After years of rejection, Donal Ryan’s The Spinning Heart, a tale of the impact of the recession on the lives of people in rural Ireland, became a literary sensation. He won the Guardian First Book Award, the EU Prize for Literature and the Irish Book Award as well as being longlisted for the Booker Prize. His second novel The Thing About December was published in 2013 to equal critical acclaim and announced Ryan as a true original.
A Slanting of the Sun is his first collection of short stories, which owes a lot to his previous two novels, featuring as it does characters who are faced with bereavement or loneliness, disaster or deprivation. These are broken lives – ordinary people damaged by loneliness, exile or failure.
A character in Losers Weepers, a story which wouldn’t feel put of place in The Spinning Heart, with its shadow of bankruptcy and shame, says
The world is filled with unwelcome words. Insolvent. Bankrupt. Unfriended.
Many of Ryan’s characters face unwelcome words, from the young traveller girl in Trouble who realises she will always be the ‘other’, to the refugee in Grace who deals with casual racism and bigotry. In Long Puck, a Catholic Priest in Syria is faced with shifting allegiances, while a talented small town actress finds that the nickname Meryl is one of both admiration and ridicule.
Ryan may visit far flung places like Syria and Kinshasa but the majority of these stories are set in the rural Ireland of Limerick and Tipperary, where decent people face adversity with stoicism and downtrodden acceptance. This is a world where
The houses of this road are strung with sorrow, like rows of old houses anywhere. A map of loss plotted all down it.
If only the characters in these stories had a map as they move through life ‘into the cold arms of the waiting years’. Instead there is a pervasive sense of loss and grief, a guilt for bad decisions made and a mourning for chances missed. In The Passion, a young man who killed his girlfriend through dangerous driving tries to absolve his guilt by starting an undefinable yet intimate relationship with her mother. In the brutal but astonishing story The Squad, an old man in a nursing home looks back on an incident in his youth when he took revenge on a boy who raped his friend’s daughter.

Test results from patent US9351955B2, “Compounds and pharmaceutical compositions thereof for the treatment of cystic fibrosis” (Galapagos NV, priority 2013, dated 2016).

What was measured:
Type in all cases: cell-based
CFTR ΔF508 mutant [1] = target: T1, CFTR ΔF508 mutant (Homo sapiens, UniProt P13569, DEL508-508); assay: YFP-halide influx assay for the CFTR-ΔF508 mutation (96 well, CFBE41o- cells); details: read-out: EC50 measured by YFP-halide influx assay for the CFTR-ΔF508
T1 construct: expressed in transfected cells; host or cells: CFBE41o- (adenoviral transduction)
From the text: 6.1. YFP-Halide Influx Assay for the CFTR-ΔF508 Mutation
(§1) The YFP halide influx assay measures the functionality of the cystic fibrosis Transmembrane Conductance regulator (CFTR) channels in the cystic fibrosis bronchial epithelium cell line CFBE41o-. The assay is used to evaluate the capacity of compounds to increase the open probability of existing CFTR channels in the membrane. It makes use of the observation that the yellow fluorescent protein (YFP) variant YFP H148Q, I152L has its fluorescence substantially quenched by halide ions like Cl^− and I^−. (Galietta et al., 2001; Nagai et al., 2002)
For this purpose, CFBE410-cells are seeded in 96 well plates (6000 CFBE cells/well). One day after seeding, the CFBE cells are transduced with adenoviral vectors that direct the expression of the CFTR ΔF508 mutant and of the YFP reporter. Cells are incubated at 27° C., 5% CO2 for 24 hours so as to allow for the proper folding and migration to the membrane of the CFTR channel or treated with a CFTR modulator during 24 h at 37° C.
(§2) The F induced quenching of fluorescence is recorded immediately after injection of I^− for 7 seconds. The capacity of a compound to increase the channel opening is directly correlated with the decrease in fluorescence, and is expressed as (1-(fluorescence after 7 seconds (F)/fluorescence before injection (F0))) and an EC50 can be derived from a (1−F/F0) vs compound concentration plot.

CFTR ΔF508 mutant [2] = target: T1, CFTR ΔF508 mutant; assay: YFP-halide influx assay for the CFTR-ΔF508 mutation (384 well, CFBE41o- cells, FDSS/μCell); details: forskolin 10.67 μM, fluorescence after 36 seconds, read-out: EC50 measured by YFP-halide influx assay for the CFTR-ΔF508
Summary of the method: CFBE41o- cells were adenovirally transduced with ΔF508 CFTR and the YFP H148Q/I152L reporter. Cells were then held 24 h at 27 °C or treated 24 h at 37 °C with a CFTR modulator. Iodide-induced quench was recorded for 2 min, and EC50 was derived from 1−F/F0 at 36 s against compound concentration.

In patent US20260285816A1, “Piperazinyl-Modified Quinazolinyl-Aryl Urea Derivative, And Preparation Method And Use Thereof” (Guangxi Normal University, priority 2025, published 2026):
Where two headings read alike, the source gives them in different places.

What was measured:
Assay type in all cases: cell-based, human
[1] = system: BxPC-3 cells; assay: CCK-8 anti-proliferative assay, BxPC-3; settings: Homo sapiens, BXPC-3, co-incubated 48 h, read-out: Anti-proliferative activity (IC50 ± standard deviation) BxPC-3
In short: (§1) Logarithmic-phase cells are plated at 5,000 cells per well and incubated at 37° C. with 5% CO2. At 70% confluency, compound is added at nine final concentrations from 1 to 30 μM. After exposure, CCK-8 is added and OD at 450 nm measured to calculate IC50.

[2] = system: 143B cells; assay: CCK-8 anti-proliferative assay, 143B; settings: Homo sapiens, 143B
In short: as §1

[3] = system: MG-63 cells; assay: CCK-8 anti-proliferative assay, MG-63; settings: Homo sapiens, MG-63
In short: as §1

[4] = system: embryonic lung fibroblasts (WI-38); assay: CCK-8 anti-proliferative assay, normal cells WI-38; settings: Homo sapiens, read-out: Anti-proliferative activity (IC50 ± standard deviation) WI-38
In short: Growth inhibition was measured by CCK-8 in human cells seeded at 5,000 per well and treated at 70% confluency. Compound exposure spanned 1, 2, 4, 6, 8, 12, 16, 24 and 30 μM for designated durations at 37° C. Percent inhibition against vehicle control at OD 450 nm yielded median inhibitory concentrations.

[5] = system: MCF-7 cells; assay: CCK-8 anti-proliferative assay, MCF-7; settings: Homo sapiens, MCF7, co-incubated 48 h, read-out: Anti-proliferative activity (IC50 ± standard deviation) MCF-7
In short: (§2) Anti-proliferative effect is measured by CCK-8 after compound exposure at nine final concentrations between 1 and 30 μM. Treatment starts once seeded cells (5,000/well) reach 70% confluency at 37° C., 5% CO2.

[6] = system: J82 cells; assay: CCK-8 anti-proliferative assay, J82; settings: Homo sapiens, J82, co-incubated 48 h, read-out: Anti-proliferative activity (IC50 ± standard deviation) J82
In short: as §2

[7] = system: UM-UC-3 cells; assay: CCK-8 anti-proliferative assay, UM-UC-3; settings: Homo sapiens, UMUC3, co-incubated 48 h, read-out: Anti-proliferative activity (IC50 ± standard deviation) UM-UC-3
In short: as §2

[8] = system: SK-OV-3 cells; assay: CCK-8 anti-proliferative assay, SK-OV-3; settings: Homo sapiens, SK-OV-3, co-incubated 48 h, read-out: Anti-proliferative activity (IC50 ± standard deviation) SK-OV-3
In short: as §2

The ways of some things are set, like the courses of rivers or the greenness of grass… or the hard light of knowing in people’s eyes
In The House of the Small Big Ones, a man approaching old age muses on a time in his youth when he had the opportunity to go to Australia, only to throw it away by moving in with a woman old enough to be his mother and taking over the running of her pub. There are lost chances and lost loves and Ryan explores with a melancholic beauty the impermanence of time and the power of memory.
In Physiotherapy a woman in a care home looks back over her marriage, a past affair and the death of her beloved son and there is a sense of time bending in on itself, of everything co-existing and of a taking leave;
I’m seventy- seven and I’m twenty, my child is dead and he hasn’t yet been born, there’s a thickening of the air about me again in this day room, in this honeymoon suite and my heart is slowing and my mind is quickening…
In Tommy and the Moon, which for me is one of the most perfectly formed short stories I have ever read and the stand out story of this book, a young writer speaks of the death of his 80 year old friend in a way that perfectly captures a life in its entirety. It is a luminescent, moving and sombre story that captures all the ‘beauties of the world’ that are inherent in a single unremarkable life.
Something will always come along, he said, to light the way a little bit…a book he hadn’t read. Or a story he hadn’t heard before. Or the shiver of a leaf, or a certain lay of light along the land.
It is an unforgettable story of the small moments that sustain the spirit and it is beautifully written.
Ryan is just a confident with moments of shock and humour. Violence can burst through at any moment. In Retirement Do, an old man commits one last horrific crime to ensure he ends his days in the relative comfort of solitary confinement. The perfectly paced Nephthys and the Lark, juxtaposes a wife and mothers unremarkable daily routine of lighting candles at church and peeling potatoes for the family dinner with her mor remarkable behaviour when she goes to her evening shift as a care worker for vulnerable adults.
Some stories are too elusive to be entirely successful but what unites the collection is Ryan’s gift for language and sharp ear for dialogue. His prose is musical and moving and resonates with a deep understanding of what it means to be human. Even the smallest and most passing of descriptions shines with the joy of language. People are ‘as full as ticks with satisfaction at their own smartness’; someone who is hungry would ‘ate the arse off a low-flying duck’, while a bird’s song has ‘the cut of a young fella going to a disco’. The beauty of the writing is what brings a sense of hope to this stunning collection.
When I went to hear Donal Ryan read from A Slanting of the Sun at an event in Belfast last year, he said that he found writing short stories to be a much more intense and terrifying prospect than writing a novel. He compared it to being in a barren landscape with snipers all around, waiting to take you down if you made a misstep.
There are few missteps in this collection and A Slanting of the Sun cements Donal Ryan’s reputation as an original and exciting voice in Irish literature.